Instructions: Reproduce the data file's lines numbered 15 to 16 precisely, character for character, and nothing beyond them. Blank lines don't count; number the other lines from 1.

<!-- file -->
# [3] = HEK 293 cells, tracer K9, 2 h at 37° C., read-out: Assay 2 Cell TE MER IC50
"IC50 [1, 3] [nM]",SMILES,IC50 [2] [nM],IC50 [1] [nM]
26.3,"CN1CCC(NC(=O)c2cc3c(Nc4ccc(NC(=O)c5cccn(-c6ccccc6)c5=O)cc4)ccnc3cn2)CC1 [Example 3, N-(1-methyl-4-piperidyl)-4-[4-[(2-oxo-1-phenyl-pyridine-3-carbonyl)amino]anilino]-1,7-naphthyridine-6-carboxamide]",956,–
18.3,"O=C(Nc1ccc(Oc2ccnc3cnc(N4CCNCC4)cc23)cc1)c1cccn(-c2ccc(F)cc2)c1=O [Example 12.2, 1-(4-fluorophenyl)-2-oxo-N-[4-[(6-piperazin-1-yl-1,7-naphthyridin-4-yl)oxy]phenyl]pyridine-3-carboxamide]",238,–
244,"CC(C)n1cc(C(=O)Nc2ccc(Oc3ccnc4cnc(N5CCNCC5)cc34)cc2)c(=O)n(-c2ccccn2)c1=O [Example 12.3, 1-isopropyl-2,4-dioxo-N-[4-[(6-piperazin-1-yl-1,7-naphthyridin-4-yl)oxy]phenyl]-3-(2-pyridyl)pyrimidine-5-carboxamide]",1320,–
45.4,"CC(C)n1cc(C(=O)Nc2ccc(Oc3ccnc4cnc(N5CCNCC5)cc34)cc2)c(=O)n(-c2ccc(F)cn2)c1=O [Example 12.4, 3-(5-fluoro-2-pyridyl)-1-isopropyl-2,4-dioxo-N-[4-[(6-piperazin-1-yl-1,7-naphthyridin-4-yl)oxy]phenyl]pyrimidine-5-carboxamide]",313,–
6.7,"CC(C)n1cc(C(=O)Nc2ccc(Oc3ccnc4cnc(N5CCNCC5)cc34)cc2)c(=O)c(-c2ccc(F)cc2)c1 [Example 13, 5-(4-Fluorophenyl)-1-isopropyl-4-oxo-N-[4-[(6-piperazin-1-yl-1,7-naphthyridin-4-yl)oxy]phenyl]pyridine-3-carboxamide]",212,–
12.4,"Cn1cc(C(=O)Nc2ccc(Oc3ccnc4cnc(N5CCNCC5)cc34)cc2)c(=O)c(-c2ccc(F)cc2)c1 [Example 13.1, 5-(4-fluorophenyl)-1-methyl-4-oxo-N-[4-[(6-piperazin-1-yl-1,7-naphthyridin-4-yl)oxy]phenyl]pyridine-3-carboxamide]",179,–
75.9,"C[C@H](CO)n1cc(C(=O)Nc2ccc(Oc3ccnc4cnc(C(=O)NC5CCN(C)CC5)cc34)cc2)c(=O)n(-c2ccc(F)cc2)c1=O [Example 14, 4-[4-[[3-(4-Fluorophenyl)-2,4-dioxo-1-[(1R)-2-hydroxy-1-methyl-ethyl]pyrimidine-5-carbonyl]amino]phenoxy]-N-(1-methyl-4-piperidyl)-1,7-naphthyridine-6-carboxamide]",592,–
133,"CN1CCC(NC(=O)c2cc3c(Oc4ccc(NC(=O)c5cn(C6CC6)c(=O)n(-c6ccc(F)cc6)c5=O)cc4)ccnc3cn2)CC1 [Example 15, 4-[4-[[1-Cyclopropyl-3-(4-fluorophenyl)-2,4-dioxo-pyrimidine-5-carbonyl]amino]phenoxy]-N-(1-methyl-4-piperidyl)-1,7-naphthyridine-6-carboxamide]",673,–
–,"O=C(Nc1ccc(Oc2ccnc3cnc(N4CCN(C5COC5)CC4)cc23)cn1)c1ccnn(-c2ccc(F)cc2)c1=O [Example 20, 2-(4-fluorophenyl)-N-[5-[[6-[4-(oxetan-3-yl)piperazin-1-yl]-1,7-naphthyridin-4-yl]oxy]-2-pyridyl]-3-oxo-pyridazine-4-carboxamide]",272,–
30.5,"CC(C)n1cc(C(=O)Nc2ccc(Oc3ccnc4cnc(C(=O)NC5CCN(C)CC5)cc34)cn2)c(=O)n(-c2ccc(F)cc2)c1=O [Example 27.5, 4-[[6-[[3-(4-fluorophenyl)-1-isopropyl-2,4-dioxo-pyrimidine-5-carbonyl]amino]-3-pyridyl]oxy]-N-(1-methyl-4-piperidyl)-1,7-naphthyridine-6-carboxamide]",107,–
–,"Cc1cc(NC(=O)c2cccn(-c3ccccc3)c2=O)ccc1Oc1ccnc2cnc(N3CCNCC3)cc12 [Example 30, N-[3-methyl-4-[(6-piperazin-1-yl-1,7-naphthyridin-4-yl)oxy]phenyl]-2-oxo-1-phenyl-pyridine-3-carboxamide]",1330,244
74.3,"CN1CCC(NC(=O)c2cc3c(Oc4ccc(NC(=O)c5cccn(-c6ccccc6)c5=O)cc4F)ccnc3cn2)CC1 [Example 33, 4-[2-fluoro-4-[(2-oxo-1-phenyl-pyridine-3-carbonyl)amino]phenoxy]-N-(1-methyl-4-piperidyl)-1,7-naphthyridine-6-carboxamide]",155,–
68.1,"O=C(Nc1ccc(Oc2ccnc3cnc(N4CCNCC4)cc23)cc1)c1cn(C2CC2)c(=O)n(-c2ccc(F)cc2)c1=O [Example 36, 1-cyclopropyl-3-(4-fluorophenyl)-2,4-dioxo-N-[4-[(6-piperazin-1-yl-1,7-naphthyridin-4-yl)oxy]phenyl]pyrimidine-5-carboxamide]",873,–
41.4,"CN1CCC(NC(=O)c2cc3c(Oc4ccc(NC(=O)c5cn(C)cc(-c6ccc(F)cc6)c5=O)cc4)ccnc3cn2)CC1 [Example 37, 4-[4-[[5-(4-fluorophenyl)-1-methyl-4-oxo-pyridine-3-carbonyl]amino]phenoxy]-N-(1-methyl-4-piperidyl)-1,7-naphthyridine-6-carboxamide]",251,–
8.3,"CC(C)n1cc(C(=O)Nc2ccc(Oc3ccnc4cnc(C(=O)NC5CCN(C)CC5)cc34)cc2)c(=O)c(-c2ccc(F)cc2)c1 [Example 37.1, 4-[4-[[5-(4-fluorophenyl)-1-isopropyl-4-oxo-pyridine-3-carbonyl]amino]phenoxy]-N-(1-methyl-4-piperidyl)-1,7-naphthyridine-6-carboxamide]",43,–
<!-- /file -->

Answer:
68.1,"O=C(Nc1ccc(Oc2ccnc3cnc(N4CCNCC4)cc23)cc1)c1cn(C2CC2)c(=O)n(-c2ccc(F)cc2)c1=O [Example 36, 1-cyclopropyl-3-(4-fluorophenyl)-2,4-dioxo-N-[4-[(6-piperazin-1-yl-1,7-naphthyridin-4-yl)oxy]phenyl]pyrimidine-5-carboxamide]",873,–
41.4,"CN1CCC(NC(=O)c2cc3c(Oc4ccc(NC(=O)c5cn(C)cc(-c6ccc(F)cc6)c5=O)cc4)ccnc3cn2)CC1 [Example 37, 4-[4-[[5-(4-fluorophenyl)-1-methyl-4-oxo-pyridine-3-carbonyl]amino]phenoxy]-N-(1-methyl-4-piperidyl)-1,7-naphthyridine-6-carboxamide]",251,–